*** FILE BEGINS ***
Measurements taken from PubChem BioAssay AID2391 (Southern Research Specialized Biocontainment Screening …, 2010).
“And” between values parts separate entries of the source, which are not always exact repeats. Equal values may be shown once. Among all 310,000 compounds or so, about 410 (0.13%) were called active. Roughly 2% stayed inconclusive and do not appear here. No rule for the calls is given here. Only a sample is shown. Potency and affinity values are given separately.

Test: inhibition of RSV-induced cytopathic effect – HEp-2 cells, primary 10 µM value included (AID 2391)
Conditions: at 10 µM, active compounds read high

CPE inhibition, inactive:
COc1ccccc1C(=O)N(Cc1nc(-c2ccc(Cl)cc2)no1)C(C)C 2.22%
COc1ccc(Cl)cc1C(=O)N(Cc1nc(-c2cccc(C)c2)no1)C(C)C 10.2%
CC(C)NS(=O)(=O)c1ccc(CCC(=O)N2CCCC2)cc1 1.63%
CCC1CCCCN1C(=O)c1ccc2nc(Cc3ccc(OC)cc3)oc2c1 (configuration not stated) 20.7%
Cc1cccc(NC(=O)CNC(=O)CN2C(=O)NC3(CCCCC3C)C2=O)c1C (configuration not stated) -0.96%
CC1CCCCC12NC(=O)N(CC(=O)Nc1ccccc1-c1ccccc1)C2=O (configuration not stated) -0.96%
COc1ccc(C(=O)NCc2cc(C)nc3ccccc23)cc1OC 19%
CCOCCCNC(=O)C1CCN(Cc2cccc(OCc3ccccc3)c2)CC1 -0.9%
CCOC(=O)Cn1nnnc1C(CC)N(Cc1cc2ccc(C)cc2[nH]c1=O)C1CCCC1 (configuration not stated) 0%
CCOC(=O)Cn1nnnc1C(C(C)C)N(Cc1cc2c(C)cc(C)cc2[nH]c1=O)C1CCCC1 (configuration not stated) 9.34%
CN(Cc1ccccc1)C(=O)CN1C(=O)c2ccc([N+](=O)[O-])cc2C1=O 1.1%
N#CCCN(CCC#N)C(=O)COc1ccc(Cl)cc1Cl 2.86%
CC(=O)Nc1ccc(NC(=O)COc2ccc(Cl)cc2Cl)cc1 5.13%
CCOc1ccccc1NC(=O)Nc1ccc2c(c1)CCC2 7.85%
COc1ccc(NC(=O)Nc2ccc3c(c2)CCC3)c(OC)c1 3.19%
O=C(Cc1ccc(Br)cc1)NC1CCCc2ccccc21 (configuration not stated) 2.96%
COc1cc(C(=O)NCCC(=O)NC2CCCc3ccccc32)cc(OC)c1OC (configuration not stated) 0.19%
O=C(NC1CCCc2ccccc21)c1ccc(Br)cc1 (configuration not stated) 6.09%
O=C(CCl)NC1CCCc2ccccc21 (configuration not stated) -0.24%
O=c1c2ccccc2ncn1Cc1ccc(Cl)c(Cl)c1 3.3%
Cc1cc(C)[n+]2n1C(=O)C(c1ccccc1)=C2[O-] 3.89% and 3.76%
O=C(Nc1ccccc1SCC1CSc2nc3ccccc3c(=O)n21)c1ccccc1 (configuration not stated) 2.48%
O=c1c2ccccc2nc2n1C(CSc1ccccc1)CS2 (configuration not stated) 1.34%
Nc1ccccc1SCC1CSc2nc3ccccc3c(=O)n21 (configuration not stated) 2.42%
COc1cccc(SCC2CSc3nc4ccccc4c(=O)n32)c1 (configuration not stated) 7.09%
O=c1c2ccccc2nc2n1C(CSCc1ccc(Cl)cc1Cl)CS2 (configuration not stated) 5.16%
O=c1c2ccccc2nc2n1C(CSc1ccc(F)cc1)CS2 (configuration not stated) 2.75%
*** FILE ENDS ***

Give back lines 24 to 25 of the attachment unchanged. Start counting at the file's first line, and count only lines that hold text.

O=C(CCl)NC1CCCc2ccccc21 (configuration not stated) -0.24%
O=c1c2ccccc2ncn1Cc1ccc(Cl)c(Cl)c1 3.3%